# Need help with relationship between angular momentum, linear and angular velocity

I am in an introduction to engineering physics course and just trying to see if my understanding of angular motion is correct or if I have the wrong idea. So as I understand it, angular velocity is the rate of change of angular position, not physical distance traveled. Arc length is the physical distance traveled, and the rate of change of the arc length is the linear velocity, which depends on the distance the rotating particle is from the axis of rotation, and the rate of change of the angular position.

Questions about this:

1. Does this mean that for any particle on the rotating body the angular velocity is the same?
2. Does this mean that when angular momentum is described, we are technically still describing a relationship between linear velocity and mass (mv), only now the linear velocity depends on angular velocity and radial distance from axis?
3. this would mean that linear velocity would be less for particles close to the axis of rotation, but angular velocity would be the same?
4. Then why would something like a pulsar rotate faster as its matter get closer to the center?

Sorry I have a lot of questions, but I would be very grateful is someone could clear any of them up

## 2 Answers

1) Does this mean that for any particle on the rotating body the angular velocity is the same?

On a rigid rotating body, yes, the angular velocity is the same for every point in that body.

2) Does this mean that when angular momentum is described, we are technically still describing a relationship between linear velocity and mass (mv), only now the linear velocity depends on angular velocity and radial distance from axis?

In effect, yes. What you are setting up is an equation of momentum for every infinitesimal mass element of your body. You see the analogy between linear and angular momentum: $$p = mv$$ and $$L = I\omega$$ where $I$ depends on the distribution of mass, not just on the total mass itself.

3) this would mean that linear velocity would be less for particles close to the axis of rotation, but angular velocity would be the same?

That's exactly what's happening. To visualize this, simply imagine spinning a weight fixed to a string over your head. If you spin one weight with a certain angular speed $\omega$ and then release the string, it will fly off at a certain speed. Do the same now with a shorter string but the same angular speed. The weight will fly off at a slower velocity.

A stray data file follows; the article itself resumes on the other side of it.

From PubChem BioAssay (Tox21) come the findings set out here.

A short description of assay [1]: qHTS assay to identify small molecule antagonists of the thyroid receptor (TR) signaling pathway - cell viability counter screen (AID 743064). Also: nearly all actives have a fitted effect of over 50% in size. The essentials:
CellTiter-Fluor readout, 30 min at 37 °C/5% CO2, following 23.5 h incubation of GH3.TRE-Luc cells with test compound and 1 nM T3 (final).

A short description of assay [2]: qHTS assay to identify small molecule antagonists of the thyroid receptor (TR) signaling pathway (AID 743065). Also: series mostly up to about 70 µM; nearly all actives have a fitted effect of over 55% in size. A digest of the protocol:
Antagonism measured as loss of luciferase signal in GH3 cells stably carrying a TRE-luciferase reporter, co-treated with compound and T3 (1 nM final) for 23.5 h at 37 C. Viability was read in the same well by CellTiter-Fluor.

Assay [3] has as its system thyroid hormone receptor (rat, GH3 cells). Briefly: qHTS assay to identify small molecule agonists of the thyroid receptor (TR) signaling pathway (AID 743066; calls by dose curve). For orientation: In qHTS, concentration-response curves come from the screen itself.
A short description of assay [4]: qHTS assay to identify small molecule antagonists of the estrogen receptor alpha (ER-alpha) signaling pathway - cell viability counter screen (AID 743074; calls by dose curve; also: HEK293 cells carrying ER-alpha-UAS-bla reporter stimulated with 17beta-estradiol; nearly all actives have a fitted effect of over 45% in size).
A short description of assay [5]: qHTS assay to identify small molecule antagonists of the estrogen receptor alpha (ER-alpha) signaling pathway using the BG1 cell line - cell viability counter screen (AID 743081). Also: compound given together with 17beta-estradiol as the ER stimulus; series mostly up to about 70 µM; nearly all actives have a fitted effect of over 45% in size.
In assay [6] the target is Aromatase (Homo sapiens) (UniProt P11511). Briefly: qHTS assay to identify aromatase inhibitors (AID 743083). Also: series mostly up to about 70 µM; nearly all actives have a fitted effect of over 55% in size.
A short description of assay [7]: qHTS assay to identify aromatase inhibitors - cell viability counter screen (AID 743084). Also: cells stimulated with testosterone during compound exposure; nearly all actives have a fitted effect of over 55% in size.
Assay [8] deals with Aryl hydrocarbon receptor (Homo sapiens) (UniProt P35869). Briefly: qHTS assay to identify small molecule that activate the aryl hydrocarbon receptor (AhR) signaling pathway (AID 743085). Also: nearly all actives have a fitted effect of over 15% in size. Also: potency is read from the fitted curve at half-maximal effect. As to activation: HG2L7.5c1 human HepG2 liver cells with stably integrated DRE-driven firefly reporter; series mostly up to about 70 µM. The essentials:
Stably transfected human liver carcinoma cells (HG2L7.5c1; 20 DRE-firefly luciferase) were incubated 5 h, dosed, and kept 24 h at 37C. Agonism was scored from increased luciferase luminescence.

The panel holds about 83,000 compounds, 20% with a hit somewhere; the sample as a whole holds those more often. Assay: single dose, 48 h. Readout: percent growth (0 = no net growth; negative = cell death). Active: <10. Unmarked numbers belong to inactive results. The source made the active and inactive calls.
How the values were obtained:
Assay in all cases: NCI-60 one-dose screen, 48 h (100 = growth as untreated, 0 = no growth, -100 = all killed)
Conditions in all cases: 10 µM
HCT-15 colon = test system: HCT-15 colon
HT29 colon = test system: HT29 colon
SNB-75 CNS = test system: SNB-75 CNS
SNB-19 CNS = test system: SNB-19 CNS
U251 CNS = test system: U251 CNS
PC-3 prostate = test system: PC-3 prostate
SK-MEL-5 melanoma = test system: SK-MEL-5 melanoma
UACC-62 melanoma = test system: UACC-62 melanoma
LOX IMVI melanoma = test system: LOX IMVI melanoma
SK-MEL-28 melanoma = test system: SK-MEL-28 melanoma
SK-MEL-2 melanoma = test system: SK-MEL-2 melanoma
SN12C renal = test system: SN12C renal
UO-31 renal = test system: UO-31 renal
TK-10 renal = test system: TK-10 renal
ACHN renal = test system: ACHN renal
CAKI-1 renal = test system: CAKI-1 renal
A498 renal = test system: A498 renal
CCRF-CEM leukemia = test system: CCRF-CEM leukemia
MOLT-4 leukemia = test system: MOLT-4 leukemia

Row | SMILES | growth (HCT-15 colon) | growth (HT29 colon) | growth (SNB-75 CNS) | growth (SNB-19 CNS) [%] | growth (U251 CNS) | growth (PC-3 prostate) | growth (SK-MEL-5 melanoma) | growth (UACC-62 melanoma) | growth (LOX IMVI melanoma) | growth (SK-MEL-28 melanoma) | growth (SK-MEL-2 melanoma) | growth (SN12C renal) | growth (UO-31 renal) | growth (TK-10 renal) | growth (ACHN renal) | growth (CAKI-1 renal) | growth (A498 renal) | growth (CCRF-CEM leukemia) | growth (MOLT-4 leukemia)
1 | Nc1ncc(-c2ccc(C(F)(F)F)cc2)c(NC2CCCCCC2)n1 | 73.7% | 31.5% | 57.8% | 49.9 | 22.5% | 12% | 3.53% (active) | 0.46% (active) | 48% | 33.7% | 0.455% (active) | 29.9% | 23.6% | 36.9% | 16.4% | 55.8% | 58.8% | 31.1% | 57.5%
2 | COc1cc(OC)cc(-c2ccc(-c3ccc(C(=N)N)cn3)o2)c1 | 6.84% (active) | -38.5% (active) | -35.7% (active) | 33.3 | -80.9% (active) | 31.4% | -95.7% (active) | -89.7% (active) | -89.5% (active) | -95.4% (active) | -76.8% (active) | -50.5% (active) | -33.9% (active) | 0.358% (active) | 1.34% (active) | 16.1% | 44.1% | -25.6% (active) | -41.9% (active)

4) Then why would something like a pulsar rotate faster as its matter get closer to the center?

Since angular momentum is conserved, decreasing the moment of inertia increases angular speed: $L = I \omega$. As an analogy, consider a pirouette of an ice skater. If the ice skater has her arms outstretched (big moment of inertia) and rotates at a certain angular speed $\omega$, after she pulls in her arms, she will spin at a faster rate. This is because the angular momentum she had before is the same as afterwards.

All in all, angular speed/momentum follows a neat analogy with linear speed/momentum.

• Your answer to "4) Then why would something like a pulsar rotate faster as its matter get closer to the center?" is not correct, imo. Before the reunion the matter that is being accreted is rotating much slower than the pulsar and has to be accelerated upon reunion. Thus the momentum of the pulsar has to be shared and the pulsar have to slow down. In the ice skater the arms are already rotating at the same speed. Think as if you are the motor of a rotating carrousel and 100 people jumped inside at once and their velocity had to go from 0 to... Dont you think that they will slow you down? – Helder Velez Apr 13 '18 at 0:19

Think of a rotating disk. The disk is rotating on its center 1. Since the angular velocity, as you've mentioned, is the rate of change of angular position, then every point on the disk will experience the same angular velocity. If the disk change in shape as it rotate, then the angular velocity might not be the same anymore. 3. yes, you're right. since the linear velocity is the arc length that is traveled per unit time and this arc length is depend on the distance of the point to the center of the disk, the linear velocity will decrease as it closer to the center of the disk. at the center of the disk, the linear velocity will be zero. Imagine that we put a small cube at the center of the disk while the disk is rotating. That cube will be rotating as well (move in circular motion), but it doesn't travel any distance. I hope that'll help a bit